Which version of MS Office requires internet to activate?

January 11, 2015 at 14:18:26
Specs: XP SP3, 3Ghz, 4GB Ram

I use an image for all my same brand laptops and was wondering which version of MS Office does not require internet connectivity to activate? I heard MS Office 97 does not but I want something with a newer interface when working in Windows XP.

I definitely know that MS Office 2007 checks using the internet because by the time I used the image on the third computer it was giving me an activation pop-up and stopped working.

What version of Microsoft Office can I use in my image so I won't ever have to worry about annoying activation pop-ups no matter how many personal computers I am using?

message edited by sluytman

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January 11, 2015 at 15:38:10
As things are (as best I understand...) MS seemed to moderate/change their licensing arrangements a while back and it does allow for the same "Windows" key to be used on two computers - max. Currently you can install it on two computers only; the first being considered your main computer (usually a desktop/tower) and the second would be a laptop/portable (backup/home use when away from the office). Logically these days many offices (soho or otherwise) may use laptops entirely; so you could/would have two laptops with the same version of windows installed (with the same key).

M$ licensing is konphusing at times; but they do allow that option with win-7 etc. and I think it applies to win-8; possibly with XP although it had a different licensing system at its arrival.

I think it applies equally to M$-Office suites or components thereof. But going for three installations with the same key is definite no. You would need more legit keys; possibly considering a volume license arrangement?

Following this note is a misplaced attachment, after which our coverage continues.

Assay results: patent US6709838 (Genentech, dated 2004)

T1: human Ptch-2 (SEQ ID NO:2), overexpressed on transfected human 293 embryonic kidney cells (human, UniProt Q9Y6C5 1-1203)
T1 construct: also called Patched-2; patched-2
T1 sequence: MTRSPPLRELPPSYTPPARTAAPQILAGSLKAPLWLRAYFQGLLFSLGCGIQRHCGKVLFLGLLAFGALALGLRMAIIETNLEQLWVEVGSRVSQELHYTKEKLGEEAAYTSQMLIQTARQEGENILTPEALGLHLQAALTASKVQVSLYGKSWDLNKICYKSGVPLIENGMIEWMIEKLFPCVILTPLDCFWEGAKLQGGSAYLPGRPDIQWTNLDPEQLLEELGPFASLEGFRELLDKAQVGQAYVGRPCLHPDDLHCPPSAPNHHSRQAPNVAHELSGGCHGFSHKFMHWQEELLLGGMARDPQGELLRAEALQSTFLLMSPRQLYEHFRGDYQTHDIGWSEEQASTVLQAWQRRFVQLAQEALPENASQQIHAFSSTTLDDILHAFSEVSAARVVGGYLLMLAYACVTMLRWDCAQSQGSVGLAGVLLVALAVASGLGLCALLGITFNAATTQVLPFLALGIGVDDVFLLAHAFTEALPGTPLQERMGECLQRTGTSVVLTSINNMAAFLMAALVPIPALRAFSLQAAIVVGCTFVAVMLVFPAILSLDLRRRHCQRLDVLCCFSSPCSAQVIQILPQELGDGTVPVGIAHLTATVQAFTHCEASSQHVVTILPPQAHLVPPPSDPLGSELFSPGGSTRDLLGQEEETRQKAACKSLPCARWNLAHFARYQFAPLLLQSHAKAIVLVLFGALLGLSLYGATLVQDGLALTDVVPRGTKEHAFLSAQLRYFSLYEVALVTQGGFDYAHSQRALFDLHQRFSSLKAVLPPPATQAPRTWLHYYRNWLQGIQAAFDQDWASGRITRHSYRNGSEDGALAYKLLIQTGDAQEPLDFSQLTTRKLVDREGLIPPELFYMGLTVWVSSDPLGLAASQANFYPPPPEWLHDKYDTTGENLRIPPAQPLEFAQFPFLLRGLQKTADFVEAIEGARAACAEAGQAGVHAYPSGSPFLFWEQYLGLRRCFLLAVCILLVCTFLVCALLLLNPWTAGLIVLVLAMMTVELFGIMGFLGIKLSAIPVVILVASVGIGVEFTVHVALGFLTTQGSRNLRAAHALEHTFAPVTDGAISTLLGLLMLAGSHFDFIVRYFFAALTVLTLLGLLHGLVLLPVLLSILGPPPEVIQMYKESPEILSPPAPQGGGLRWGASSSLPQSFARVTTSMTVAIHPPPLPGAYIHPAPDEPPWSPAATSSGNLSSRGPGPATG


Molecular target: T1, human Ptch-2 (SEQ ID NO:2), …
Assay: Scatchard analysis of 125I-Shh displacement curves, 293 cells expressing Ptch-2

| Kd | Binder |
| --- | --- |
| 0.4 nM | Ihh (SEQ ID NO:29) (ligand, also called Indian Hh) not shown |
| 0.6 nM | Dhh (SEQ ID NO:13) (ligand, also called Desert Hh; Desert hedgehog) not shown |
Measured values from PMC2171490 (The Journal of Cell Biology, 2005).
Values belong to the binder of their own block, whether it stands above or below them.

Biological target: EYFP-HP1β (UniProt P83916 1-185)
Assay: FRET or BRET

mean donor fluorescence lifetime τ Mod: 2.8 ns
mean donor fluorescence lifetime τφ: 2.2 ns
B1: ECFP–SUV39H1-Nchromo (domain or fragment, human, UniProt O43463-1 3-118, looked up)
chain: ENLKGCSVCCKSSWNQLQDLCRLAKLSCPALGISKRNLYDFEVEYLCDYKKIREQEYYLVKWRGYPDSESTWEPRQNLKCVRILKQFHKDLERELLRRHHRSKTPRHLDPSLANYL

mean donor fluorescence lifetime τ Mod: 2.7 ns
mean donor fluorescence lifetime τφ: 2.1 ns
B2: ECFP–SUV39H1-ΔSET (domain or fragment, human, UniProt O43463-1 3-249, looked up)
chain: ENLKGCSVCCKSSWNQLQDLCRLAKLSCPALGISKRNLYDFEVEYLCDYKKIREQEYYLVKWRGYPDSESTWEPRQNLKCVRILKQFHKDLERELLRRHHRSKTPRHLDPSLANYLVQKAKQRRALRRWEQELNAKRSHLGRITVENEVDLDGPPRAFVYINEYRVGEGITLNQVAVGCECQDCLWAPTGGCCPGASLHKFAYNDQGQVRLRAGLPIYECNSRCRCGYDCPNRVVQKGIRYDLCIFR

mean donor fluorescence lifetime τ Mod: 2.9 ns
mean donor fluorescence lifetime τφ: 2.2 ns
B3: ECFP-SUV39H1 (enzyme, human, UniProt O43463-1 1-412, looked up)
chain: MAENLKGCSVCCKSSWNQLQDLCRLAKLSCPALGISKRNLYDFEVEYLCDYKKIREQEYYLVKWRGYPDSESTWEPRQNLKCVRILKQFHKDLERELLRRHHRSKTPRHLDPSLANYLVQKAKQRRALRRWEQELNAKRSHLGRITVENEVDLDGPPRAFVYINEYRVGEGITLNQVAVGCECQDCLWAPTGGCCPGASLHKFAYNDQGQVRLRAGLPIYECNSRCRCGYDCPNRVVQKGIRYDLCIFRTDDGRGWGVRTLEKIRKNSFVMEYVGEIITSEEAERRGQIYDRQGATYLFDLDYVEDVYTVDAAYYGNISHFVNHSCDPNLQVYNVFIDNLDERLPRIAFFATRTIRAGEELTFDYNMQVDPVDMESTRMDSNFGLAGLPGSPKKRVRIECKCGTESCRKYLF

Office'97 is likely around very cheaply these days; even though it is somewhat dated - almost arcane by current versions... Which having said I know people who were using it until about a year ago - on XP systems and win-7 too; although Outlook '97 wasn't too well supported with win-7 (user's password for outbound mail wasn't retained and had to be entered each time).

You could consider Open Office, or FreeOffice, or Office Libre which interface well with M$ Office formats by all accounts. They can be installed on as many systems as you require... and issues re' licensing etc... They can read M$ Office formats; and export files in them similarly.




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January 11, 2015 at 19:02:42
I think versions of Office 2000 did not have internet activation. Newer than 97 but still 15 years old by now. I know for sure that Office XP, which followed Office 2000, does require internet activation.

Even in a book of lies, sometimes you find truth.

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January 12, 2015 at 11:22:09
OpenOffice opens just as quick as MS Office on my 3Ghz computer, however, on my 2Ghz computers it still takes around 6 annoying seconds to bring up an OpenOffice program.

message edited by sluytman

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January 12, 2015 at 12:10:21
As long as the computer in question doesn't go on-line when using the Office suite in question.. then logically it wouldn't go hunting for, or seek to verify itself, or find updates?

Re' firewall options to prevent M$-Office going on-line; can't comment as never tried it...

As best I understand... M$ Updates (however applied)will require a check to see if the software being "updated" is legitimately installed; and if it finds it's not then the updates will fail? Although it may be possible to download/save them (as per a typical update to be done over a lan (off-line) and then apply them; but again haven't tried it so can't say for sure.

I appreciate six seconds is six seconds.. but is it that serious a delay?

If one created an image which included Open Office or similar (rather than M$_Office) then one would be operating (legally) as though using an image with M$-Office - but with OpenOffice as the main office suite/app?